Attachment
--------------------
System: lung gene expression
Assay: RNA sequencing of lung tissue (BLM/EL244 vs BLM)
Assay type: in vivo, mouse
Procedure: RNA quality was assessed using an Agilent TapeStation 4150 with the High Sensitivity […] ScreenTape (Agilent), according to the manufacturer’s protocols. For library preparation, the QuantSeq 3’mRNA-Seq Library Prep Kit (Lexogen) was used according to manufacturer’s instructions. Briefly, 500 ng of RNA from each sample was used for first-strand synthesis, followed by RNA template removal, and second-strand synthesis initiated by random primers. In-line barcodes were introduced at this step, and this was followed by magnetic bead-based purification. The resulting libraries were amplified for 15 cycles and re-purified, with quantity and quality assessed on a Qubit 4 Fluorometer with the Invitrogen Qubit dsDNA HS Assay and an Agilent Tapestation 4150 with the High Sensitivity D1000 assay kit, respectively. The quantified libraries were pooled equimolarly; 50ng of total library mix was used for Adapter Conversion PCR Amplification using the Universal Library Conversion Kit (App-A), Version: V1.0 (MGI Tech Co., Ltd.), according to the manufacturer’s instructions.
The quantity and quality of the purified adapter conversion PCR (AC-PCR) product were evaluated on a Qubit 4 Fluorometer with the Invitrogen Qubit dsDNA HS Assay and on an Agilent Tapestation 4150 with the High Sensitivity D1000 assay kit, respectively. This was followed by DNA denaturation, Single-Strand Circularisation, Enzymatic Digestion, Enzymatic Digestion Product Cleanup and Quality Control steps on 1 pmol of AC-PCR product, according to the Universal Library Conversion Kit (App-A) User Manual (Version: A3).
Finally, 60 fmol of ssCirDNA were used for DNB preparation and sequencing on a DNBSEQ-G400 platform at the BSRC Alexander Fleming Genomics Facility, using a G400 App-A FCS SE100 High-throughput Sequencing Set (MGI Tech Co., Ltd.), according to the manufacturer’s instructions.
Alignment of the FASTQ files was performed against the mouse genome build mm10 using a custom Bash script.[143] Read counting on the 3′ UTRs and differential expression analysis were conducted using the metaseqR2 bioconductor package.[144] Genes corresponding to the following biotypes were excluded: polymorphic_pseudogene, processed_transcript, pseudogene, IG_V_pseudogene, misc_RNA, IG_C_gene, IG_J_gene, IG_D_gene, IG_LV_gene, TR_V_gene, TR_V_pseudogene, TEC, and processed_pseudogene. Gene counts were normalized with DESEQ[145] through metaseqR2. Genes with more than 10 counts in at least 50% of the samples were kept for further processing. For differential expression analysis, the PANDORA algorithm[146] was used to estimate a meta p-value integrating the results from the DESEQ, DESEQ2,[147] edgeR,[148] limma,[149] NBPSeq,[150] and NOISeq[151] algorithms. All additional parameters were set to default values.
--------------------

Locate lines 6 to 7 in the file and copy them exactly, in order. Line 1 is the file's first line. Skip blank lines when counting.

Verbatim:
Finally, 60 fmol of ssCirDNA were used for DNB preparation and sequencing on a DNBSEQ-G400 platform at the BSRC Alexander Fleming Genomics Facility, using a G400 App-A FCS SE100 High-throughput Sequencing Set (MGI Tech Co., Ltd.), according to the manufacturer’s instructions.
Alignment of the FASTQ files was performed against the mouse genome build mm10 using a custom Bash script.[143] Read counting on the 3′ UTRs and differential expression analysis were conducted using the metaseqR2 bioconductor package.[144] Genes corresponding to the following biotypes were excluded: polymorphic_pseudogene, processed_transcript, pseudogene, IG_V_pseudogene, misc_RNA, IG_C_gene, IG_J_gene, IG_D_gene, IG_LV_gene, TR_V_gene, TR_V_pseudogene, TEC, and processed_pseudogene. Gene counts were normalized with DESEQ[145] through metaseqR2. Genes with more than 10 counts in at least 50% of the samples were kept for further processing. For differential expression analysis, the PANDORA algorithm[146] was used to estimate a meta p-value integrating the results from the DESEQ, DESEQ2,[147] edgeR,[148] limma,[149] NBPSeq,[150] and NOISeq[151] algorithms. All additional parameters were set to default values.